Perhaps the high point of The Sopranos, HBO’s much acclaimed drama came when Carmela, the wife of the eponymous mobster Tony Soprano, visited a Jewish therapist to consider counseling. Refusing to accept her as a patient, he gave her only one piece of advice: turn your husband in to the police and take nothing out of the house except the children. When she demurred and it was clear that she would look for a more palatable solution to assuage her conscience while still enjoying the fruits of her husband’s life, he has no other advice for her, only an admonition: “One thing you can’t say is that you were never told.”
I am, of course, not here to tell you that watching football is the moral equivalent of being a mobster or even accepting mob money. Neither am I here to tell you that if, after seeing Steve James’s Head Games, which chronicles the current state of research about the long term effects of concussions in contact sports, you want your sons to keep playing football and hockey and your daughters to keep playing soccer that you should feel guilty about that decision. Never having had children of my own, I don’t have to answer to them for allowing them (or not) to play (or not).
I will say that judging nobody but myself, I feel convicted for the money and time I spend that create an inducement–some might say a temptation–for other human beings to put their long-term health at risk for my pleasure. If the NFL were a business in China and there was evidence that its products might cause its workers long-term or even permanent brain damage, would we not sanction or censure that business? Would there not be calls to boycott it? If it were proven that the working conditions were especially harmful for children–who were nevertheless encouraged to participate–would we not claim an especial level of moral indignation?
Metaphors are unwieldy things, largely ineffectual for argument’s sake since even the most listless opposition can find some part of the metaphor that doesn’t apply and use it as a wedge against acknowledging a core similarity, an essential truth. Sportscaster Bob Costas summarizes that what is “incidental” (the risk of serious, long term injury) in some industries is “fundamental” in football.
The research here is depressing and depressingly relentless. Approximately 5% of NFL players have reported having concussions, but when asked only about symptoms that number rises to 50% suggesting that athletes, when informed of the risks, learn how to answer questions to avoid losing time. Professional football players are nineteen times more likely to suffer from early-onset dementia than members of the general population.
What is more depressing than the science is the response of players, coaches, and even parents to it. The son of one hockey dad admits he prefers his dad not tell him how to recognize the symptoms of concussion even though all research says that a second injury exponentially increases recovery time. Ignorance is dangerous bliss. When Chris Nowinski is challenged at a school that he is fear mongering, an athletic trainer insists that what Chris calls symptoms of a concussion are the natural effects of contact sports that his athletes sustain all the time with no serious damage. Former NHL star Keith Primeau says: “I know that I’ve damaged my brain; I don’t know where I am twenty years from now.” That attitude is seconded by a college teammate of Nowinski’s who replies to his friend’s attempt to educate him with the simple assertion that “I can’t be thinking about the long term consequences.”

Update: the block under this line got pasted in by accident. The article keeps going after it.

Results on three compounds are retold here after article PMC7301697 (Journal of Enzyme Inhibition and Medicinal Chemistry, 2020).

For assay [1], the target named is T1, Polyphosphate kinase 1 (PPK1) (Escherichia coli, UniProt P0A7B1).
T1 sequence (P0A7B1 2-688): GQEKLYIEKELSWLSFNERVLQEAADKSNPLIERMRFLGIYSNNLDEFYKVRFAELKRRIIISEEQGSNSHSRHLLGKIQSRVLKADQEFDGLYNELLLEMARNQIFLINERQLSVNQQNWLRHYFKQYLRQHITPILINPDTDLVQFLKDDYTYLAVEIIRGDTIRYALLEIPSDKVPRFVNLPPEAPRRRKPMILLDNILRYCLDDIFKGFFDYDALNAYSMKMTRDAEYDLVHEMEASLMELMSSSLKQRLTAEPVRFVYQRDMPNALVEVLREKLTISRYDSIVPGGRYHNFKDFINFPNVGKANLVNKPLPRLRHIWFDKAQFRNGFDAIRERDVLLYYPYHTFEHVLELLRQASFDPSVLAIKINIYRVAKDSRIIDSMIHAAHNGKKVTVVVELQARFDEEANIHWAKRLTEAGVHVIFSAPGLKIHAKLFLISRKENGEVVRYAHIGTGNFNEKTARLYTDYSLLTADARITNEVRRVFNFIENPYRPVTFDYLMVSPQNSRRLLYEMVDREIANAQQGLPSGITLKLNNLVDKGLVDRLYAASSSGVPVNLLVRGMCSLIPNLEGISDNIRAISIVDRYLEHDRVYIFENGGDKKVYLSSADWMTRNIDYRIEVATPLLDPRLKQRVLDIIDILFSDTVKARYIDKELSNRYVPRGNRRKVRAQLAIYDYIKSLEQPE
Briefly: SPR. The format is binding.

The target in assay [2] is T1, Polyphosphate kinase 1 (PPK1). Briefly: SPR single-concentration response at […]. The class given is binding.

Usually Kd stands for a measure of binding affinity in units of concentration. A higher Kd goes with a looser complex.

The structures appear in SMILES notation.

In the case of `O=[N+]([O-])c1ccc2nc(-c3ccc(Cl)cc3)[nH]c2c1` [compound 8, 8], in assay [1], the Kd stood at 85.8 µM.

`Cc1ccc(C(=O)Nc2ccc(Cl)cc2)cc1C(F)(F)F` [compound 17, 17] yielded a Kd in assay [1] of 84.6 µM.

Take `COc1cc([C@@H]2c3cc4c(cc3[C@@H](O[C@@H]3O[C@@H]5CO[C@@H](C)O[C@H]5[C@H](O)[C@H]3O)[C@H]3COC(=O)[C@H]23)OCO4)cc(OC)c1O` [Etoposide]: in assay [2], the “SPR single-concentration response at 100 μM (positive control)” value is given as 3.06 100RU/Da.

Changing a culture is harder than simply throwing facts at it. Former World Cup soccer star and Olympic gold medalist Cindy Parlow Cone, herself a sufferer from multiple concussions talks about the frustration her players have whenever she subs them out after a head injury. “I’m fine,” they insist, caring more about losing playing time than possible future loss of brain funciton.
If there is a smoking gun in the documentary it is a tape of NFL commissioner Roger Goodell being informed of initial findings about autopsies of player’s bodies evidencing brain damage and his appearance before a Congressional hearing. How much evidence is enough when millions of dollars are at stake?
I am a lifelong football fan, though I never played the game. (I’ve participated in recreational basketball, softball, Ultimate, and disc golf.) I remember watching my beloved Redskins play the Giants on the Monday night when Lawrence Taylor snapped Joe Thiesmanm’s leg; it was the closest I’ve been to actually throwing up at something I saw on live television, and I became convinced that if that didn’t sour people on watching nothing would. And that was visible. Fifty-six percent of NFL players have said they would hide concussion symptoms to stay on the field and keep playing. The official tracking says there were ten concussions reported in the first week of play in the 2012 NFL season.
Maybe it’s not my fault that people choose to play football. Maybe my dollars, my eyeballs adding to ratings do not attach any guilt to me in the assumed risk of the players who are better compensated for taking those risks than many other segments of the population. That’s an argument that I’m free to make. But one thing I can’t say is that nobody has ever told me that one consequence of my entertainment is that people routinely and systematically damage their brains to provide it.